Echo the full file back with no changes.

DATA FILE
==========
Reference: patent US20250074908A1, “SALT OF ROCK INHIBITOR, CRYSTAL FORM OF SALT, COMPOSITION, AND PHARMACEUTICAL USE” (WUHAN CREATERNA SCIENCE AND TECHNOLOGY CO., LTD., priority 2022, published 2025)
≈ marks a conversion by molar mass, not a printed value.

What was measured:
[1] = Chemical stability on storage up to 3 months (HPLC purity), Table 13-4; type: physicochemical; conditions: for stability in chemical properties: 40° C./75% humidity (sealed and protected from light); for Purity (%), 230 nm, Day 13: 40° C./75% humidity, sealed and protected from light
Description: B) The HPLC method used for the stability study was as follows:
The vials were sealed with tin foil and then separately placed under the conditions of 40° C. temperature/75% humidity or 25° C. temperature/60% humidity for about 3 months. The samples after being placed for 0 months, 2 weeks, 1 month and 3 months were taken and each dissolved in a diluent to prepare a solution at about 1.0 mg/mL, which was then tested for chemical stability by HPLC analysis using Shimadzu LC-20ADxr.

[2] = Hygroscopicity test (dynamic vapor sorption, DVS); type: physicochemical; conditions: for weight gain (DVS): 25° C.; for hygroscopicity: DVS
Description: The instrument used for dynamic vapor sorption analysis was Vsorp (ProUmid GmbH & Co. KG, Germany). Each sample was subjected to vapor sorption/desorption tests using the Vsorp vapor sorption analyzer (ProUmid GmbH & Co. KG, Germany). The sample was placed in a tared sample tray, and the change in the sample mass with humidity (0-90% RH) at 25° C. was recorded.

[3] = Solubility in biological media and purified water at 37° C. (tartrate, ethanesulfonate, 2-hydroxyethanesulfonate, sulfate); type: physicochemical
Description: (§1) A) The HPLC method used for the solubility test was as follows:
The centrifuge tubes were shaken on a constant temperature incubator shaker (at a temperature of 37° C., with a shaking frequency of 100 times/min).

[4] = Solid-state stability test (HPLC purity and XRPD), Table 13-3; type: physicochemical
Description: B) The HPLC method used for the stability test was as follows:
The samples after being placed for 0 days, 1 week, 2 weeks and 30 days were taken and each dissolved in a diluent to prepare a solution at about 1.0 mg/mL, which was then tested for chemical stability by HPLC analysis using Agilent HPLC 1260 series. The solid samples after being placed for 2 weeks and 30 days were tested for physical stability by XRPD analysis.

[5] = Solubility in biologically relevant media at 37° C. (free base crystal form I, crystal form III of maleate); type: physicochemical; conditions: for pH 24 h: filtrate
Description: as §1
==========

Reference: patent US20250074908A1, “SALT OF ROCK INHIBITOR, CRYSTAL FORM OF SALT, COMPOSITION, AND PHARMACEUTICAL USE” (WUHAN CREATERNA SCIENCE AND TECHNOLOGY CO., LTD., priority 2022, published 2025)
≈ marks a conversion by molar mass, not a printed value.

What was measured:
[1] = Chemical stability on storage up to 3 months (HPLC purity), Table 13-4; type: physicochemical; conditions: for stability in chemical properties: 40° C./75% humidity (sealed and protected from light); for Purity (%), 230 nm, Day 13: 40° C./75% humidity, sealed and protected from light
Description: B) The HPLC method used for the stability study was as follows:
The vials were sealed with tin foil and then separately placed under the conditions of 40° C. temperature/75% humidity or 25° C. temperature/60% humidity for about 3 months. The samples after being placed for 0 months, 2 weeks, 1 month and 3 months were taken and each dissolved in a diluent to prepare a solution at about 1.0 mg/mL, which was then tested for chemical stability by HPLC analysis using Shimadzu LC-20ADxr.

[2] = Hygroscopicity test (dynamic vapor sorption, DVS); type: physicochemical; conditions: for weight gain (DVS): 25° C.; for hygroscopicity: DVS
Description: The instrument used for dynamic vapor sorption analysis was Vsorp (ProUmid GmbH & Co. KG, Germany). Each sample was subjected to vapor sorption/desorption tests using the Vsorp vapor sorption analyzer (ProUmid GmbH & Co. KG, Germany). The sample was placed in a tared sample tray, and the change in the sample mass with humidity (0-90% RH) at 25° C. was recorded.

[3] = Solubility in biological media and purified water at 37° C. (tartrate, ethanesulfonate, 2-hydroxyethanesulfonate, sulfate); type: physicochemical
Description: (§1) A) The HPLC method used for the solubility test was as follows:
The centrifuge tubes were shaken on a constant temperature incubator shaker (at a temperature of 37° C., with a shaking frequency of 100 times/min).

[4] = Solid-state stability test (HPLC purity and XRPD), Table 13-3; type: physicochemical
Description: B) The HPLC method used for the stability test was as follows:
The samples after being placed for 0 days, 1 week, 2 weeks and 30 days were taken and each dissolved in a diluent to prepare a solution at about 1.0 mg/mL, which was then tested for chemical stability by HPLC analysis using Agilent HPLC 1260 series. The solid samples after being placed for 2 weeks and 30 days were tested for physical stability by XRPD analysis.

[5] = Solubility in biologically relevant media at 37° C. (free base crystal form I, crystal form III of maleate); type: physicochemical; conditions: for pH 24 h: filtrate
Description: as §1